Docking Technique

The docking technique is performed through the Kocher approach with use of an autologous palmaris tendon graft, which does not need to be as long as the graft used for the overlay technique. After the avulsed or attenuated ligament is identified, a number-1 non-absorbable braided suture is placed through one end of the tendon with use of either a Krackow or running stitch.

The capsule and the common extensor tendon are then incised longitudinally, immediately anterior to the posterior border of the extensor tendon, to expose the supinator crest and the lateral epicondyle. Two drill holes are made in the ulna with use of a 4-mm burr, with a 1 to 2-cm bridge between the holes to prevent fracture. The first hole is near the supinator crest, and the second is approximately 2 cm proximal, near the base of the annular ligament. The 4-mm burr is used to drill a hole at the isometric point on the humerus to a depth of approximately 15 mm.

A drill is then used to drill 2 small 15-mm exit holes slightly superoanterior and superoposterior to the isometric point. Non-absorbable sutures are then placed in the anterior and posterior capsules to later dock with the graft for capsular plication if deemed necessary. The graft is placed through the ulnar tunnel. The elbow is flexed to 30° to 40°. A suture passer is then used to pull the graft and the capsular sutures into the anterior humeral tunnel. The sutures are tied over the osseous bridge with the arm in 40° of flexion and full pronation.

Authors’ Preferred Technique

We prefer to use small-diameter interference screws with a double palmaris longus tendon graft for this procedure. Such screws are typically 15 mm in length and 4.75, 5.5, or 6.25 mm in diameter, depending on the diameter of the graft[AH1] . One screw is inserted at the supinator crest, and another is inserted at the isometric point (Figs. 1 to 5). This kind of fixation is easy and fast and will allow for suitable strength and resistance for cycling load, similar to bone tunnels and superior to anchors[AH1] . If the palmaris longus tendon is absent, regardless of the technique that is chosen, then the gracilis or semitendinosus tendon can be used. Allografts also can be used. 

Clinical Results

Better results can be achieved with operative treatment than with a conservative approach. Sanchez-Sotelo et al.4 assessed 44 patients (including 12 who underwent repair and 32 who underwent ligamentous reconstruction) after an average duration of follow-up of 6 of years.  Four patients in the repair group had some residual instability, and three of them required revision. Overall, the results in the reconstruction group were better than those in the repair group. Savoie et al.5, in a study of 54 patients who underwent arthroscopic or open repair of the LUCL for the treatment of PLRI, reported no statistical difference between the groups after an average duration of follow-up of 41 months. It should be noted that the arthroscopic approach requires a high level of skill.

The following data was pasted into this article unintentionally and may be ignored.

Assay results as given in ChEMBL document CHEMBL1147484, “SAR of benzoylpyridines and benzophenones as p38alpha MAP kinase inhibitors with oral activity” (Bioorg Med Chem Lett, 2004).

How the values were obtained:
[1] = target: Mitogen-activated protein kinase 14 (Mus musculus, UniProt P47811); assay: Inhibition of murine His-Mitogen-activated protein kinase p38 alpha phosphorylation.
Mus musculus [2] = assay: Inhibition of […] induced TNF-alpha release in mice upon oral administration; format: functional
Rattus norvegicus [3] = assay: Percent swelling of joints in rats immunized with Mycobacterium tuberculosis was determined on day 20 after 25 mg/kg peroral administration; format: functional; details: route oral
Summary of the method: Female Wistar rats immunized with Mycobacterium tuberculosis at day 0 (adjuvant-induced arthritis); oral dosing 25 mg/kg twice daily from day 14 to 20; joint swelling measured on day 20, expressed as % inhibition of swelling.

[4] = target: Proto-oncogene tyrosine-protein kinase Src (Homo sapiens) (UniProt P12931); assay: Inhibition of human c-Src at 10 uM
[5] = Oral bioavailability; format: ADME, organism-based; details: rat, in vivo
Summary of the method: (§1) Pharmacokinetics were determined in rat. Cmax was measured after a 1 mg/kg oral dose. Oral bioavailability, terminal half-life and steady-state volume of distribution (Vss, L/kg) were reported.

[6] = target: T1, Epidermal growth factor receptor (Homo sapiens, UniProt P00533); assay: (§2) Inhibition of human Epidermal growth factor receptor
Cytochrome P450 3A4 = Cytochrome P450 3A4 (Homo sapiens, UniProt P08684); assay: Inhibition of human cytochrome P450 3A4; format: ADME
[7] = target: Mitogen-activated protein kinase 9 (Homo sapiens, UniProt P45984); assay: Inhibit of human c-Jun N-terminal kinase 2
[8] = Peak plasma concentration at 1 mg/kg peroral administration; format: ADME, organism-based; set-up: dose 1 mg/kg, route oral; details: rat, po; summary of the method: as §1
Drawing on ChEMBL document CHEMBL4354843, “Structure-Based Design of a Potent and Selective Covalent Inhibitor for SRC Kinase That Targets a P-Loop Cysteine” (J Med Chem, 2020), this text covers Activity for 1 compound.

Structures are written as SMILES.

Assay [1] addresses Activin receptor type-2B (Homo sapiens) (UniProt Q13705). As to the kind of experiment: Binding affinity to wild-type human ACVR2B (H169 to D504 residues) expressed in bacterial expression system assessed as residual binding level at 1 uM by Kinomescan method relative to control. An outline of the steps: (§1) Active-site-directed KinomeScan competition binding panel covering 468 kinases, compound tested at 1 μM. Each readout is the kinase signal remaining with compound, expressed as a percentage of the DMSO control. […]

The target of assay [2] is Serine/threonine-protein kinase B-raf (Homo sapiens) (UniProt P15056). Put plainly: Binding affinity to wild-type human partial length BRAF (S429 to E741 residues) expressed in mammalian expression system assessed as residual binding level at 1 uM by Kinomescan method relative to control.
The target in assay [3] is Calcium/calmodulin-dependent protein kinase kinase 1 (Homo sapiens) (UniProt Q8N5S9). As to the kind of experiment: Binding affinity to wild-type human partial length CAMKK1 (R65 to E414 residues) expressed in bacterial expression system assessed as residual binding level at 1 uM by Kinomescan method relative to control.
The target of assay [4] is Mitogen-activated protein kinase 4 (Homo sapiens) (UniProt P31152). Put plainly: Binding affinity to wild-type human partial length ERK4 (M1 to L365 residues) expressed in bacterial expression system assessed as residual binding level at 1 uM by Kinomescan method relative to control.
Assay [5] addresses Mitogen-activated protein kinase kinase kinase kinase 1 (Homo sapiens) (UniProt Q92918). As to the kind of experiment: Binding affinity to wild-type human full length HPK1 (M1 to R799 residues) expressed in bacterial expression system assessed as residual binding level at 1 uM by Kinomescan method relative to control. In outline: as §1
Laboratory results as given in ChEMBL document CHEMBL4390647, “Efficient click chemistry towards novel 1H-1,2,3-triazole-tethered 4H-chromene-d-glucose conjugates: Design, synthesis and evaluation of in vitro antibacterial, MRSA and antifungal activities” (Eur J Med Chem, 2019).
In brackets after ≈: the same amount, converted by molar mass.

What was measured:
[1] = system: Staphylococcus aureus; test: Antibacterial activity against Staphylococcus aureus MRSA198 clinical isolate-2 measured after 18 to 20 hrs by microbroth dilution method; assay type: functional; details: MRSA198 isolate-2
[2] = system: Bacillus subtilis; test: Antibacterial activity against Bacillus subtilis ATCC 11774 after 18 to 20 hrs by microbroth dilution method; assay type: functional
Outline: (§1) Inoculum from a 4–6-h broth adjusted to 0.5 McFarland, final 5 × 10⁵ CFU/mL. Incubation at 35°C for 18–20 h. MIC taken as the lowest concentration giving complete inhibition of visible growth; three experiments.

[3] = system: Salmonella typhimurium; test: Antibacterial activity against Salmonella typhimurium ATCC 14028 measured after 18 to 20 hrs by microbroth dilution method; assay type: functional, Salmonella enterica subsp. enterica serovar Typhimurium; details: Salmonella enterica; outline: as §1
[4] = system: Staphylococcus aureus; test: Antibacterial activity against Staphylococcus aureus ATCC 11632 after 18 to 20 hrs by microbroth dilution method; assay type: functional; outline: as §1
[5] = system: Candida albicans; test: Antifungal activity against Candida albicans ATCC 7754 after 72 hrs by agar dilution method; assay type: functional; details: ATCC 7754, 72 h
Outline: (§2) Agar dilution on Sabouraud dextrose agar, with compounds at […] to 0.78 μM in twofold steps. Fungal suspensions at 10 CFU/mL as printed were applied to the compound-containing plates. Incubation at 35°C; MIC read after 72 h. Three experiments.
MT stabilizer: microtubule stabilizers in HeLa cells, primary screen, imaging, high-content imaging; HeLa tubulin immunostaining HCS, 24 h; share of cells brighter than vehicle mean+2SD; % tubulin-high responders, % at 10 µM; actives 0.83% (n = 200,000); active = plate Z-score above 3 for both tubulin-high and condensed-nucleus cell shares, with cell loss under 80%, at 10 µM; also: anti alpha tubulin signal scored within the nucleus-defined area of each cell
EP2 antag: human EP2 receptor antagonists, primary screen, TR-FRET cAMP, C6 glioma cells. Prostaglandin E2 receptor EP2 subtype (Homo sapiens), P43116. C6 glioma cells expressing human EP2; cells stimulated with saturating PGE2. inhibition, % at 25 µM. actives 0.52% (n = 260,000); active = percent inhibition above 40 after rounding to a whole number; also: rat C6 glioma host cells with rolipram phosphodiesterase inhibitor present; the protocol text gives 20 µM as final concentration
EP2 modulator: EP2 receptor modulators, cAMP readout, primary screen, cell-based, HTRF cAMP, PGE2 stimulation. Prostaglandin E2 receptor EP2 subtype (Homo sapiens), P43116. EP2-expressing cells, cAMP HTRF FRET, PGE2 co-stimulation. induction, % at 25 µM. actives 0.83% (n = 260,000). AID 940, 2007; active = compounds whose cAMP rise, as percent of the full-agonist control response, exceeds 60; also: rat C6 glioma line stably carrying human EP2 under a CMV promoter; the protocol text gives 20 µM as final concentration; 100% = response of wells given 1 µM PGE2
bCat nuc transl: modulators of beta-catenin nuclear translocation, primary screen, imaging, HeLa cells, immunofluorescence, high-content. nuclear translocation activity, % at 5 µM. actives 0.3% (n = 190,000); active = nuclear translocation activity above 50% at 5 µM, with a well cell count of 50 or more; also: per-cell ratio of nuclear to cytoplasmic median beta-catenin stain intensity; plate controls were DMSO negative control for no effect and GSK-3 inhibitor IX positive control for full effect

For patients presenting with acute injuries and appropriate-quality tissues, a direct repair can achieve good results. However, for the majority of patients who present with chronic PLRI, reconstruction with use of autograft or allograft is required to prevent recurrent instability.

Rehabilitation and Return to Sport

Rehabilitation protocols vary among authors. Bracing with a limited range of motion to 30° of elbow extension is one of the main postoperative approaches. The duration of immobilization ranges from 1 day to 6 weeks postoperatively, depending on the technique and fixation method used. 

We prefer to use a brace in a position of pronation and 30° of extension for a week and then to increase passive motion with use of an articulated brace for 2 more weeks. In the third week, active movement with use of the brace and assisted exercises with the arm in the overhead position are begun. Passive supination is also allowed with care at this time. Active forced exercises are started 6 weeks after surgery. At 3 months, regular sports activities with low load are allowed in order to restore proprioception. Exercise load is progressively increased during the following 3 months. A return to regular sports activities is allowed at 6 months. 

Although rehabilitation protocols typically are based on specific time frames following surgery, the decision to return to sport is ultimately based on a critical assessment of when acceptable function has been restored and the risk of reinjury is believed to be acceptably low. 

Conclusion

  • PLRI of the elbow is due to a ligamentous lesion that is commonly the result of a traumatic event. 
  • Lateral elbow pain is the most common clinical presentation, making diagnosis challenging. Some patients also will present with mechanical symptoms such as locking, catching, or clicking.
  • The diagnosis is usually based on clinical findings. Provocative tests tend to demonstrate apprehension rather than frank subluxation or dislocation because of pain and guarding by the patient.
  • Conservative measures are often unsuccessful for the treatment of chronic PLRI. In these cases, operative treatment with either LUCL repair or reconstruction is suggested as the best treatment option. 
  • Good and excellent outcomes have been achieved with surgical treatment, mainly in patients with isolated injuries without arthritic joint damage.
  • Repair should only be performed when the ligamentous tissue is is of sufficient quality ;  otherwise, a reconstruction with autograft or allograft is preferred.

References

  1. O’Driscoll SWBell DFMorrey BF. Posterolateral rotatory instability of the elbow. J Bone Joint Surg Am. 1991 Mar;73(3):440-6.
  2. Dunning CE, Zarzour ZD, Patterson SD, Johnson JA, King GJ J. Ligamentous stabilizers against posterolateral rotatory instability of the elbow. J Bone Joint Surg Am. 2001 Dec; 83 A(12):1823-8.
  3. Dunning CE, Zarzour ZD, Patterson SD, Johnson JA, King GJ Muscle forces and pronation stabilize the lateral ligament deficient elbow. Clin Orthop Relat Res. 2001 Jul; (388):118-24.
  4. Sanchez-Sotelo JMorrey BFO’Driscoll SW. Ligamentous repair and reconstruction for posterolateral rotatory instability of the elbow. J Bone Joint Surg Br. 2005 Jan;87(1):54-61.
  5. Savoie FH 3rdO’Brien MJField LDGurley DJ. Arthroscopic and open radial ulnohumeral ligament reconstruction for posterolateral rotatory instability of the elbow. Clin Sports Med. 2010 Oct;29(4):611-8.

 [AH1]This part of the sentence (particularly the phrase “so as”) is unclear to me. Do you mean “This kind of fixation is easy and fast and provides suitable strength and resistance to cyclical load (similar to that provided by bone tunnels and superior to that provided by anchors [AH1])”, or something similar? Please advise.